“You’ll be fine. It will all be over in a few weeks, and then you can enjoy life again. Just do your best – there is only so much you can do.”
These are the mantras students around the world, of all ages, are tired of hearing when exam season comes along. Schools and universities are transformed from places of learning and ideas to places of memorising facts and hacking exam techniques. Students become over-caffeinated machines. It is ridiculous that we are expected to answer complex problems of human nature, ethnic conflicts, or the eradication of poverty in a few hours when humans have tried to find solutions to these problems over centuries and decades and not yet succeeded.
So many philosophers and influential people have highlighted just how important education is to society. Educators hold the power to form the minds of the future generation. Then why are we stuck in the same old-fashioned exam practices, if we realise how much stress they bring, and how unrepresentative they can be?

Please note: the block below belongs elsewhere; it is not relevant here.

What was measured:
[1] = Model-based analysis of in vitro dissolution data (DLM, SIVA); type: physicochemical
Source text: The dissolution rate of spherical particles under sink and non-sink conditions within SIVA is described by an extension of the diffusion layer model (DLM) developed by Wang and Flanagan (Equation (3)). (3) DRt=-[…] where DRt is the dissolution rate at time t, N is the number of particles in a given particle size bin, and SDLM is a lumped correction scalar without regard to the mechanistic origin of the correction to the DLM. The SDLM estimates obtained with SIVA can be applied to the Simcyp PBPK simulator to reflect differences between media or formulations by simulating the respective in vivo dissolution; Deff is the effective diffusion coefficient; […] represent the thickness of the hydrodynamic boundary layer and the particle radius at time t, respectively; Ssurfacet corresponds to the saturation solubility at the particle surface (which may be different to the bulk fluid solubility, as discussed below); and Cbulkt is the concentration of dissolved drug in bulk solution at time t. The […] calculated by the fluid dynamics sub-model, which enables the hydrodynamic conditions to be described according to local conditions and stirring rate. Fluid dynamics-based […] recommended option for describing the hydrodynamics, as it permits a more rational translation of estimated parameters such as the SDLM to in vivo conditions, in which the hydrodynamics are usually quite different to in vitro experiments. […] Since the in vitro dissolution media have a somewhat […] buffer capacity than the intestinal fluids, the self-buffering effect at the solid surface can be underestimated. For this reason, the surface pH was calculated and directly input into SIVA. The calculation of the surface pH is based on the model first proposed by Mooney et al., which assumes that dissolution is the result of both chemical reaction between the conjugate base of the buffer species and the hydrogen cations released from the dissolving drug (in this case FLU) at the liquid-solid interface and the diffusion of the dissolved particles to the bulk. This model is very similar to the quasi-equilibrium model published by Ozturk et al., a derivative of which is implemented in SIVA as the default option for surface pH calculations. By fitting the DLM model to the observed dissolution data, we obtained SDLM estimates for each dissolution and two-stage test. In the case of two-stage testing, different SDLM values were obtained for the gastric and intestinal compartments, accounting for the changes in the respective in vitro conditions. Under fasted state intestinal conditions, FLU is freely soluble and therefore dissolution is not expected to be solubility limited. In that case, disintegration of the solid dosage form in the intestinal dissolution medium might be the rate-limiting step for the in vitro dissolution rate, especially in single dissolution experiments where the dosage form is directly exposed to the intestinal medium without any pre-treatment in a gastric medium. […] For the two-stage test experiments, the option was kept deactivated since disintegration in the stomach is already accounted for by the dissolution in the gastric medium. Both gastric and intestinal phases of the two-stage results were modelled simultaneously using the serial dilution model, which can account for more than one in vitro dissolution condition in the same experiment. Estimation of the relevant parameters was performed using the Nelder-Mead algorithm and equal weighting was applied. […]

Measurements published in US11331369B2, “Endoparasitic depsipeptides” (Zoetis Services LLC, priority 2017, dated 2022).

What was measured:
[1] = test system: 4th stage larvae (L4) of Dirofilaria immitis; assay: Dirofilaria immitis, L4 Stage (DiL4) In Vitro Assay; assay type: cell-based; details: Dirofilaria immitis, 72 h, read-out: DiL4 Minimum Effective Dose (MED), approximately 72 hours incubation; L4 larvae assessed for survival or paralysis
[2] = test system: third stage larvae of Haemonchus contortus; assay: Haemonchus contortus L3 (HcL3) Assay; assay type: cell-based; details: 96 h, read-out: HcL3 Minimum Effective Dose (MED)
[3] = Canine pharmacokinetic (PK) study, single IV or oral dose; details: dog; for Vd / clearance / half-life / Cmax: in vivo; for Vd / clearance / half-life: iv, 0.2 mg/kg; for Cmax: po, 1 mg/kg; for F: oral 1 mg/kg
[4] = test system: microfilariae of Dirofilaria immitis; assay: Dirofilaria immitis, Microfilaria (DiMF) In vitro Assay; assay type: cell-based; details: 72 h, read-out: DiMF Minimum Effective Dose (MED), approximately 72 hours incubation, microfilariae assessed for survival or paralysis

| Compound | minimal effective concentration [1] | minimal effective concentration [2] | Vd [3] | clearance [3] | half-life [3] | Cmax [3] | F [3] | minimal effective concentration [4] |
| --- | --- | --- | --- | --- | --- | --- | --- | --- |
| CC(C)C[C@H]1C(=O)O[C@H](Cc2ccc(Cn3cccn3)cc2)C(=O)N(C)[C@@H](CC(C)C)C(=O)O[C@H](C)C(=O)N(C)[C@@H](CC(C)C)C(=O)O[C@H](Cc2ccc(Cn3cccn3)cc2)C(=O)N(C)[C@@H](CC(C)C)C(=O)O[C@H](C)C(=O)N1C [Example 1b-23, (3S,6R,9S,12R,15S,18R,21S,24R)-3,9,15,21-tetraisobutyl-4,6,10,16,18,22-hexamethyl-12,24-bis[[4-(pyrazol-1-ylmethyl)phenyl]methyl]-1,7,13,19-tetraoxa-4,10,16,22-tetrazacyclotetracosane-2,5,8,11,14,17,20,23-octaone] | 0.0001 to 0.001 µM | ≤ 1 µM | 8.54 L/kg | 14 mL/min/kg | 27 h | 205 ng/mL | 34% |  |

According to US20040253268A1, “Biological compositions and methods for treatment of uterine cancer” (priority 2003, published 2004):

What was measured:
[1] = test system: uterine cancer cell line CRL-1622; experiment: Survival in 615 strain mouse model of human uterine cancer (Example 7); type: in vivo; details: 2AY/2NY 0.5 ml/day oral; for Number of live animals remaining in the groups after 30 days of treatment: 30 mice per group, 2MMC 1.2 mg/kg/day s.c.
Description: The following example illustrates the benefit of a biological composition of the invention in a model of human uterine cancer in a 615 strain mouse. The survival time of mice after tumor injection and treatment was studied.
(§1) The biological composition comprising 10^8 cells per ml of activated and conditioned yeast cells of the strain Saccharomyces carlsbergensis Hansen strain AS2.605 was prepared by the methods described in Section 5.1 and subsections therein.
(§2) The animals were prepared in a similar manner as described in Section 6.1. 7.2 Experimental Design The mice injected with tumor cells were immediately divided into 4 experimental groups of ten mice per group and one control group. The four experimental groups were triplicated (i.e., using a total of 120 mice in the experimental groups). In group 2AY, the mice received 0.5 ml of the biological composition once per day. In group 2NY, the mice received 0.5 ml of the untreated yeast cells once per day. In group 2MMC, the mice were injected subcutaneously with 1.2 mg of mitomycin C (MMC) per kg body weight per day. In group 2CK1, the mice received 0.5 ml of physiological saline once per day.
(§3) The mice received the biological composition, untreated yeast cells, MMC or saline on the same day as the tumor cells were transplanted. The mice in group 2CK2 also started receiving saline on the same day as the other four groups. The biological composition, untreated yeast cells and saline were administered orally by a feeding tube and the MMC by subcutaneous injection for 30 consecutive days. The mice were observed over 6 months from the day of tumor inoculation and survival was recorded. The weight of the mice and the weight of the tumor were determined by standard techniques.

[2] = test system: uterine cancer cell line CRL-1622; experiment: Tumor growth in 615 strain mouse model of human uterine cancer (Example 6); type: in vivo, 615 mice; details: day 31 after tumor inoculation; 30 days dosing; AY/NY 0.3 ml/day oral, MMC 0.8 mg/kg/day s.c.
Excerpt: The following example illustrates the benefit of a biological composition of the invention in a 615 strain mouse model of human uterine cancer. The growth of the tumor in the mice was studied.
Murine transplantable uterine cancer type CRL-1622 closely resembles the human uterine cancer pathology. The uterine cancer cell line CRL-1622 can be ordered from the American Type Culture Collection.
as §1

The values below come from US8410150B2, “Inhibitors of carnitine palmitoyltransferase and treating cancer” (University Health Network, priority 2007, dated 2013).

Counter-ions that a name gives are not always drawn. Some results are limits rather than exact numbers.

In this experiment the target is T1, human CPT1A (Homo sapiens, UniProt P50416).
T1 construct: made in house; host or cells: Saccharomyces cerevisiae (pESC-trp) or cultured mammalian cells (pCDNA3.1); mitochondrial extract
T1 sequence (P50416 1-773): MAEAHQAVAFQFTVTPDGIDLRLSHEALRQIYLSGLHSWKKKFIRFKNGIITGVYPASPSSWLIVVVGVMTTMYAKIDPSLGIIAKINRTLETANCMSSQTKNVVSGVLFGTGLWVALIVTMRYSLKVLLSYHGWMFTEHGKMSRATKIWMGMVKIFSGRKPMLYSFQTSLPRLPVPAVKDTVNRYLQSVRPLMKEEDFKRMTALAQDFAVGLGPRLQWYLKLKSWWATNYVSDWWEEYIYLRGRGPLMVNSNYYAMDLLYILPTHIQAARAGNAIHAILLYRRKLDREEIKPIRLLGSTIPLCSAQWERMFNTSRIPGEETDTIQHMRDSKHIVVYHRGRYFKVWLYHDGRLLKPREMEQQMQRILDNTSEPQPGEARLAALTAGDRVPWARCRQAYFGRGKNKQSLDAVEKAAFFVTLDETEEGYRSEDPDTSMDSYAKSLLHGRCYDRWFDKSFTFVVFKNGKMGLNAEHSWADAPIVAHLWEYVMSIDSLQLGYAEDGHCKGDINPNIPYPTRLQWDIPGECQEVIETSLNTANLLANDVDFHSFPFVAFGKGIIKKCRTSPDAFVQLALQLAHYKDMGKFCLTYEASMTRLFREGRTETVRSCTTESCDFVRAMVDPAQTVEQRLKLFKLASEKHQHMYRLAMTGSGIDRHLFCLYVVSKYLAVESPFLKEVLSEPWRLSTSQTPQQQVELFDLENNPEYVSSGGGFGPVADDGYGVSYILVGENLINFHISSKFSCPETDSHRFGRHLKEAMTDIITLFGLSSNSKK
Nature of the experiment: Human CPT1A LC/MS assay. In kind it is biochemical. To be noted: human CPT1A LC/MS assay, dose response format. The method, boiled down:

Knowledge should be produced, not consumed. We are humans, not mass produced consumers, fabricated specimen moulded in the same way to think the same thoughts. Our worth cannot be examined by a standardised piece of paper and pieces of paper certainly should not have the ability to control our lives. Reforms need to be made to allow each and every individual’s true colours to shine through.
It just requires some thought.